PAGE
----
Tex­ting re­stric­tion OK’d by com­mit­tee

Mak­ing prac­tice il­le­gal while driv­ing could face road­block in the Se­nate.

Austin American-Statesman - - FRONT PAGE - By Ben Wear bwear@states­man.com

Judith Zaf­firini and her tex­ting-while-driv­ing ban be­gan a fifth Sisyphean jour­ney through the Texas Se­nate on Monday with ap­proval from the State Af­fairs Com­mit­tee. But de­spite that 6-3 vote, the boul­der re­mains large and the in­cline steep for the Laredo Demo­crat’s long­time goal.

Se­nate Bill 31, crit­i­cized by some Repub­li­cans as dif­fi­cult to en­force and an in­tru­sion on adults’ pri­vate be­hav­ior, is likely to sail through the House, based on sup­port there in past ses­sions and a unan­i­mous House com­mit­tee vote last week for an iden­ti­cal bill. But the Se­nate is a dif­fer­ent story.

“Driv­ing is a priv­i­lege, not a right, and it is the Texas Leg­is­la­ture’s duty to pre­serve Tex­ans’ right to safety,” Zaf­firini told the com­mit­tee.

Vot­ing against were state Sens. Bran­don Creighton, R-Hum­ble; Charles Sch­w­ert­ner, R-Ge­orge­town; and Brian Bird­well, R-Gran­bury.

The bill would ban use of hand­held phones to “read, write or send an elec­tronic mes­sage”

in a mov­ing car or truck statewide, some­thing that is al­ready against the law in more than 100 Texas cities and towns, and in all but four states. Ad­vo­cates for such leg­is­la­tion ar­gue that use of phones for mes­sages, emails, pho­tos and the in­ter­net, more than talk­ing to oth­ers in the car or fid­dling with dash­board con­trols, leads to some­times deadly inat­ten­tion to the road.

Zaf­firini said her bill would not pre­vent use of a hand­held phone to talk while driv­ing — un­like Austin’s or­di­nance and many other lo­cal laws in Texas. But she said that pass­ing the bill even with­out that pro­hi­bi­tion is dif­fi­cult and that she at least wants to pro­hibit the most dan­ger­ous and dis­tract­ing driv­ing be­hav­ior.

“It is largely a de­ter­rent,” Zaf­firini said of her bill. “If peo­ple know some­thing is against the law, most of them won’t do it.”

The sta­tis­ti­cal sup­port of the pro­hi­bi­tion re­mains a mov­ing tar­get, not least be­cause of what law en­force­ment says is a ten­dency for drivers in­volved in accidents to lie about cell­phone use.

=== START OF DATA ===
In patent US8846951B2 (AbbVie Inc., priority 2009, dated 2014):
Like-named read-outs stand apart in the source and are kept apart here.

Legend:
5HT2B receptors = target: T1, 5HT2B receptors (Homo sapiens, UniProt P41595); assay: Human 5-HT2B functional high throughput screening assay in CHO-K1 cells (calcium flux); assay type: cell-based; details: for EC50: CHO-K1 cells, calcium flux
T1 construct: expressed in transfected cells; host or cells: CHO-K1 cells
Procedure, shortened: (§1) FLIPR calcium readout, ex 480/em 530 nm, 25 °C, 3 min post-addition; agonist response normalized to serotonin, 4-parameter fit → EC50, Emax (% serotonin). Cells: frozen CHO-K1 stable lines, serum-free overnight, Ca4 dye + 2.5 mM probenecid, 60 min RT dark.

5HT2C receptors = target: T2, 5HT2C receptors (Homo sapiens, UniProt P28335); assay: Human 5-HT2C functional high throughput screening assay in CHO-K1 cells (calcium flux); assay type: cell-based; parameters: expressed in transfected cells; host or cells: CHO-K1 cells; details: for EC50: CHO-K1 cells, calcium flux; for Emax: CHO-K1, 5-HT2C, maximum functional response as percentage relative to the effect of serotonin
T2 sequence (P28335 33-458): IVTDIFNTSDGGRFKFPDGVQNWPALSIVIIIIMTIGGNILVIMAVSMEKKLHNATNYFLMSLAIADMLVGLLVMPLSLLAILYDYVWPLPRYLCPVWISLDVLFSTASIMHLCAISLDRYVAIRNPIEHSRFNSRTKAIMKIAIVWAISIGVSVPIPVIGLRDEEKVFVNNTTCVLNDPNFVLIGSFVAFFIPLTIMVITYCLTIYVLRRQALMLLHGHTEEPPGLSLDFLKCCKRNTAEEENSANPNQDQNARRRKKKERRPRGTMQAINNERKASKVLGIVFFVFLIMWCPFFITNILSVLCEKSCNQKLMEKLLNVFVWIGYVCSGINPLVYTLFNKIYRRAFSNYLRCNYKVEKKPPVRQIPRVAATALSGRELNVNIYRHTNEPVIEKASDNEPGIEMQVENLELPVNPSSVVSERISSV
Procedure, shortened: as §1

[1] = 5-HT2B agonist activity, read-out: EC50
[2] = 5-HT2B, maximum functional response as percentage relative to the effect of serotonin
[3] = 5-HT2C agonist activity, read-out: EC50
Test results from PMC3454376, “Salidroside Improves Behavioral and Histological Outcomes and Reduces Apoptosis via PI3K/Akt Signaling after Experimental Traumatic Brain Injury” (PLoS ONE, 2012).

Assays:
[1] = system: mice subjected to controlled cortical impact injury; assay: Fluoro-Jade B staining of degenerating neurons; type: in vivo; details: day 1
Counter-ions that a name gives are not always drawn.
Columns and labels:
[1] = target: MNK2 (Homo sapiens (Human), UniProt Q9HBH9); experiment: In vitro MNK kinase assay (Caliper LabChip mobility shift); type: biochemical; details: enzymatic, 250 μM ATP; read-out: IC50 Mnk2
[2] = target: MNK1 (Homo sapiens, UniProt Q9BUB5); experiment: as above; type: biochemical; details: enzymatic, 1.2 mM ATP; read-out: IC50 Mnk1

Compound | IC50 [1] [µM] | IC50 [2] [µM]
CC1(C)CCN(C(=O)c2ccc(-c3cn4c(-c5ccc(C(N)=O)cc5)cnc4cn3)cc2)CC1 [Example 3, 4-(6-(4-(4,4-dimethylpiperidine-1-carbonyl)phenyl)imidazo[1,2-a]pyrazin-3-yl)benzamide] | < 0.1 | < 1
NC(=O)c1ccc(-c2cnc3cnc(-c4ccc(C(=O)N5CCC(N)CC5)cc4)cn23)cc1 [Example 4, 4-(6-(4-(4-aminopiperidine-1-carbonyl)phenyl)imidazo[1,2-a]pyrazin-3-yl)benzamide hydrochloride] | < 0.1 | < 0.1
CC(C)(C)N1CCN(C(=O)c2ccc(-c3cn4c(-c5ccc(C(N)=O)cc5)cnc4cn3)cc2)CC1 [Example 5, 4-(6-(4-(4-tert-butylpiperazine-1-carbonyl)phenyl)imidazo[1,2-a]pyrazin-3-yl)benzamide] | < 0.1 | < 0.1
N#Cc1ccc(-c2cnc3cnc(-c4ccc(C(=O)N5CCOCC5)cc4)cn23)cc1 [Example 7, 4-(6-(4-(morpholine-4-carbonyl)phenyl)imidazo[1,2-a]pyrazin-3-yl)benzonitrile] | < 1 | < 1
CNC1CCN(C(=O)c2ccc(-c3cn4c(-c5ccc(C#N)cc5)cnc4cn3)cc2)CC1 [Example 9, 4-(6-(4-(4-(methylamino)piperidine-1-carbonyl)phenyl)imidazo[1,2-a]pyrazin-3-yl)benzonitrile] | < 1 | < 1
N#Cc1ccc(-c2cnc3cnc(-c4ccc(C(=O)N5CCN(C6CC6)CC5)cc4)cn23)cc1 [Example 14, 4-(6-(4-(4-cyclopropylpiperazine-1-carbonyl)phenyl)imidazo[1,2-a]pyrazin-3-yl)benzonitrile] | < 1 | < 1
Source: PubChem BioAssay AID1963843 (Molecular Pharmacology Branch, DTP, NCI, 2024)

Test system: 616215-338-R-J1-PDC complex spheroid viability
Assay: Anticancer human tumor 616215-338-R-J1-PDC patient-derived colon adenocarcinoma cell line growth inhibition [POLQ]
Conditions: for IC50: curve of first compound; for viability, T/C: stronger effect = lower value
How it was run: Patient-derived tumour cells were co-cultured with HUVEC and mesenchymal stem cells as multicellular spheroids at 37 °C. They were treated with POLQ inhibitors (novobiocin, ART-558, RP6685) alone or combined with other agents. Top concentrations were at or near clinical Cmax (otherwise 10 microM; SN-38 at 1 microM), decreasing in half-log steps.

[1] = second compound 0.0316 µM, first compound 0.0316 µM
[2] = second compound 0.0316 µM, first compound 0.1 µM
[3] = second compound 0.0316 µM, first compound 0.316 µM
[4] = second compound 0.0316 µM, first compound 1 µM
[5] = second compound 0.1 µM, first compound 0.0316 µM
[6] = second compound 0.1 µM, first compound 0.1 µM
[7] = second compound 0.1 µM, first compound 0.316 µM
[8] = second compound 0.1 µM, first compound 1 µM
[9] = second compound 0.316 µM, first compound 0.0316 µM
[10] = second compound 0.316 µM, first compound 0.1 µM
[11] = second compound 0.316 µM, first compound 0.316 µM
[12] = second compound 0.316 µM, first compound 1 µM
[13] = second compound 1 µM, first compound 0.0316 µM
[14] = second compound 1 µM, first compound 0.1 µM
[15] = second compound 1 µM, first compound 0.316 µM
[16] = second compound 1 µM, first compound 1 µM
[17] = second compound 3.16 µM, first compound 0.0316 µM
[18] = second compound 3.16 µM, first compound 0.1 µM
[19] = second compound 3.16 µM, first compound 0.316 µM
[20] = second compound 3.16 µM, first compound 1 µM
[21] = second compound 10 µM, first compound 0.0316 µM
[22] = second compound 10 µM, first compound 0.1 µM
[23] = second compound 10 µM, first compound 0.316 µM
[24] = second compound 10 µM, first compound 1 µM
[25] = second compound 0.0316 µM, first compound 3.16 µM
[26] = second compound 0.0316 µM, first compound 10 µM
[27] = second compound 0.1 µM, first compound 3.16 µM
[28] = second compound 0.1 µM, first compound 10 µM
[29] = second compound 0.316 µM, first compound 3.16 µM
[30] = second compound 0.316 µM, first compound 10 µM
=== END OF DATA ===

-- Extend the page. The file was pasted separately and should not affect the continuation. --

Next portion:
House vote soon

House Bill 62, iden­ti­cal to Zaf­firini’s bill, was ap­proved 13-0 by a com­mit­tee Fri­day and is ex­pected to be passed by the full House as soon as this week.

Aaron Berry, 13, of Hous­ton, was among sev­eral vic­tims of wrecks in­volv­ing phone use who tes­ti­fied Monday. His fa­ther and mother were killed, and he and his younger brother were par­a­lyzed from the waist down in a head-on col­li­sion caused by a dis­tracted driver on July 3, 2011. He was there in a wheel­chair, as he has been in pre­vi­ous ses­sions and hear­ings, to tell his story.

“There is no way to de­scribe the pain, and I just can’t un­der­stand why there is no law on it in the state of Texas,” Berry said. “Please don’t make us wait an­other day.”

The pro­hi­bi­tion in SB 31 would not ap­ply to law en­force­ment and emer­gency of­fi­cials, or peo­ple us­ing car ra­dio trans­mit­ters, and the law would cre­ate a de­fense against pros­e­cu­tion if the driver send­ing a mes­sage from a hand-held phone “rea­son­ably be­lieved” that an emer­gency needed to be re­ported.

A first of­fense would carry a fine of $25 to $99. The fine for sub­se­quent of­fenses would be $100 to $200, and the bill stip­u­lates that a con­vic­tion would not re­sult in points be­ing as­sessed on the driver’s record.

Zaf­firini has been try­ing to pass a phone ban each ses­sion since 2009, get­ting clos­est in 2011 — when for­mer Gov. Rick Perry ve­toed leg­is­la­tion that passed both cham­bers — and last ses­sion. The House ap­proved a sim­i­lar ban in 2015, and Zaf­firini had 18 com­mit­ted votes in the 31-mem­ber Se­nate. But she needed one more un­der Se­nate rules to bring the bill up for de­bate and never got it.

The Se­nate’s “free­dom cau­cus” of lib­er­tar­ian-minded Repub­li­cans was the heart of the op­po­si­tion in 2015, and that fig­ures to be the case this time.

Sup­port falls off

Changes in the Se­nate mem­ber­ship since 2015 have tilted against the tex­ting bill. For­mer state Sen. Kevin Eltife, thought to be a sup­porter, has been re­placed by Bryan Hughes, R-Tyler, a so­cial con­ser­va­tive who has tended to vote with the free­dom cau­cus. Hughes sup­ported the bill Monday in com­mit­tee, as a “cour­tesy,” Zaf­firini later said, but she is still work­ing to se­cure his vote on the Se­nate floor.

Zaf­firini over the past ses­sions has man­aged to turn some “no” votes into sup­port, she said, cit­ing among oth­ers Lt. Gov. Dan Pa­trick and Repub­li­cans Joan Huff­man of Hous­ton and Jane Nel­son of Flower Mound.

“I wor­ried about too much gov­ern­ment and gov­ern­ment in­ter­fer­ence,” Huff­man said. “But through the years, I watched peo­ple’s so­cial be­hav­ior change. I can look around this room and see peo­ple tex­ting. Our be­hav­ior has changed, and I think we have a moral obli­ga­tion as sen­a­tors to pro­tect our con­stituents.”

RALPH BAR­RERA / AMER­I­CAN-STATES­MAN

Aaron Berry (in wheel­chair) and his sis­ter, Willa, were among those who tes­ti­fied at a Texas Se­nate State Af­fairs Com­mit­tee hear­ing Monday on Se­nate Bill 31, a statewide ban on tex­ting while driv­ing. The sib­lings lost their par­ents in an ac­ci­dent in which the driver of the other ve­hi­cle was dis­tracted by tex­ting six years ago.

Newspapers in English

Newspapers from USA

© PressReader. All rights reserved.